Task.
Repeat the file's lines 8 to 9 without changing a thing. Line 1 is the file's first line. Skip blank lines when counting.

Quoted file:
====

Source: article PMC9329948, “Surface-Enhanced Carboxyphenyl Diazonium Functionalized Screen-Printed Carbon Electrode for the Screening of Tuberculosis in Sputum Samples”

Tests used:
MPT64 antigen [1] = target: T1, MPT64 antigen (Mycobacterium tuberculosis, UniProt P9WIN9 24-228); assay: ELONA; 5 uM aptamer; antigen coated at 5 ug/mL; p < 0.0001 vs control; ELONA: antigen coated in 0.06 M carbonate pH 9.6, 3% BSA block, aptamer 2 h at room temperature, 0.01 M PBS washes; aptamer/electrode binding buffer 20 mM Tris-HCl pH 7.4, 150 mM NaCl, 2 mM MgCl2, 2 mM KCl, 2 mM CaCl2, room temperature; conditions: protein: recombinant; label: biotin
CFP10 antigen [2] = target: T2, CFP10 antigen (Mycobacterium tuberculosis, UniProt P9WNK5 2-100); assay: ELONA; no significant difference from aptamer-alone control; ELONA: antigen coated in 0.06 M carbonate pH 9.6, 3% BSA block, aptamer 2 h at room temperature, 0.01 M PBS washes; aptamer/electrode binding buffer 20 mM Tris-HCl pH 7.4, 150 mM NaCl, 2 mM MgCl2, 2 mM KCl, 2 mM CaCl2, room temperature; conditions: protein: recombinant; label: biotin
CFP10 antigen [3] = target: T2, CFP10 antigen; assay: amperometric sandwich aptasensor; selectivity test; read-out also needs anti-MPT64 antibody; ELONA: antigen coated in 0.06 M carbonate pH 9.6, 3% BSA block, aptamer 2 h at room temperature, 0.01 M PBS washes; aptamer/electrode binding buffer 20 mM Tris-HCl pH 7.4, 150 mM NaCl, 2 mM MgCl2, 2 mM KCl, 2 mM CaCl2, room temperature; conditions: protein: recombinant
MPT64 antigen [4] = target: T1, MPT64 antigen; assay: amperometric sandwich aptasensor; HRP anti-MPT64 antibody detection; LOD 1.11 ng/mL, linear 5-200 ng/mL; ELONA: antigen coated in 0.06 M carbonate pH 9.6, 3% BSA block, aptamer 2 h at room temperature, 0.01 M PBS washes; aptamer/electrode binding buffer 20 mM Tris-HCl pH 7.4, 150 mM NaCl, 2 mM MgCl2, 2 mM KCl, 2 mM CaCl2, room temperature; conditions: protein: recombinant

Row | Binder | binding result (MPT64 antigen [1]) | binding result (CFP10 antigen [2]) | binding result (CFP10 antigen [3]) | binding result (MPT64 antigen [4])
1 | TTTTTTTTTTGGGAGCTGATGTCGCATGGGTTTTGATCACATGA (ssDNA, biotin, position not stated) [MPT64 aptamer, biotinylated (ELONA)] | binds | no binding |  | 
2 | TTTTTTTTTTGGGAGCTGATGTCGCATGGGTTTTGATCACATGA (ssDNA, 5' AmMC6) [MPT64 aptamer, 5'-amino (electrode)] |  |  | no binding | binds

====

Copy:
1 | TTTTTTTTTTGGGAGCTGATGTCGCATGGGTTTTGATCACATGA (ssDNA, biotin, position not stated) [MPT64 aptamer, biotinylated (ELONA)] | binds | no binding |  | 
2 | TTTTTTTTTTGGGAGCTGATGTCGCATGGGTTTTGATCACATGA (ssDNA, 5' AmMC6) [MPT64 aptamer, 5'-amino (electrode)] |  |  | no binding | binds